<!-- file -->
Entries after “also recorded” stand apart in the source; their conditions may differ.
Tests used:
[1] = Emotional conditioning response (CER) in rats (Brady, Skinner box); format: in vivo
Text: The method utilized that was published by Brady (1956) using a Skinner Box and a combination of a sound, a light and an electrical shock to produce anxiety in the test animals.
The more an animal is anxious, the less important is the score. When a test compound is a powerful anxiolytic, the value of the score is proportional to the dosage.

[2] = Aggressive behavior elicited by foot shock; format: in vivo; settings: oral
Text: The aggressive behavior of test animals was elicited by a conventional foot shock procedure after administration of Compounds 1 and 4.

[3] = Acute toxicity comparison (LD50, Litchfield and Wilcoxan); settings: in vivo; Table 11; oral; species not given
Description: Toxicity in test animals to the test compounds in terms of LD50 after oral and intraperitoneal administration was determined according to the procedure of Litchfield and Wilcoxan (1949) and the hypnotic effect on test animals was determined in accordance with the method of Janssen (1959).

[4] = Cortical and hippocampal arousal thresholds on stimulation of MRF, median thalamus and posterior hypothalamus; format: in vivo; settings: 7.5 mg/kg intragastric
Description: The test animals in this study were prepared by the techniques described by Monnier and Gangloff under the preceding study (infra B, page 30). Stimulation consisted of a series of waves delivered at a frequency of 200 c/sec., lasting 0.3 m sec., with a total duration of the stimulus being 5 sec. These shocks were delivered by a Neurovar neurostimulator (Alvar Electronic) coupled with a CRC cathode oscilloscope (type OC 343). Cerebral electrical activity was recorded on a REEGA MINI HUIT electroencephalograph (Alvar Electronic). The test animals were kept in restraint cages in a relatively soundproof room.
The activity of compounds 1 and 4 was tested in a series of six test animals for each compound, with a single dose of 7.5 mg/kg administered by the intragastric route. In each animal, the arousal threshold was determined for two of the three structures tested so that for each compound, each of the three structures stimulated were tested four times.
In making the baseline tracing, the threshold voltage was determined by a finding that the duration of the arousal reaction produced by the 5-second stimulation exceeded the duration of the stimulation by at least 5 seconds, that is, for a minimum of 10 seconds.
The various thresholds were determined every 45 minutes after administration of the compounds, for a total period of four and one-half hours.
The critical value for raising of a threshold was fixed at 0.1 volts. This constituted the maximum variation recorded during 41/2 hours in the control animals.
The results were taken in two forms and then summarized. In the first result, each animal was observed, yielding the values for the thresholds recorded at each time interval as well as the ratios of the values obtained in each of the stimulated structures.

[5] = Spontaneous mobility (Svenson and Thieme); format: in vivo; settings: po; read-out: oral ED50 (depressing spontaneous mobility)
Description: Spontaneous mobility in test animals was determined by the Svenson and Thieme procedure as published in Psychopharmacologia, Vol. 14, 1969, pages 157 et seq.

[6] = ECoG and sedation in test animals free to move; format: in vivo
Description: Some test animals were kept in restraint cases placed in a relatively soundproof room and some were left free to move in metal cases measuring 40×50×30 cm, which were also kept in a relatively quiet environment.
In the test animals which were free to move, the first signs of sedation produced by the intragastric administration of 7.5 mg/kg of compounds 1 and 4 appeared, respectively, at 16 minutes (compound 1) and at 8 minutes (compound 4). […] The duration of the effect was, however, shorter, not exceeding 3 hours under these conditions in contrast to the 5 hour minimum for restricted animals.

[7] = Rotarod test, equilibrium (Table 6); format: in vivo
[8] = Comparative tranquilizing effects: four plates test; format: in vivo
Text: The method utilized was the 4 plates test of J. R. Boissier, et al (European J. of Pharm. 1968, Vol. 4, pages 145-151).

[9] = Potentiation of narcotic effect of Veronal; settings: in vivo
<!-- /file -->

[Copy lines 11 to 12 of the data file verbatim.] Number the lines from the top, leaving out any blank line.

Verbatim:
Description: The test animals in this study were prepared by the techniques described by Monnier and Gangloff under the preceding study (infra B, page 30). Stimulation consisted of a series of waves delivered at a frequency of 200 c/sec., lasting 0.3 m sec., with a total duration of the stimulus being 5 sec. These shocks were delivered by a Neurovar neurostimulator (Alvar Electronic) coupled with a CRC cathode oscilloscope (type OC 343). Cerebral electrical activity was recorded on a REEGA MINI HUIT electroencephalograph (Alvar Electronic). The test animals were kept in restraint cages in a relatively soundproof room.
The activity of compounds 1 and 4 was tested in a series of six test animals for each compound, with a single dose of 7.5 mg/kg administered by the intragastric route. In each animal, the arousal threshold was determined for two of the three structures tested so that for each compound, each of the three structures stimulated were tested four times.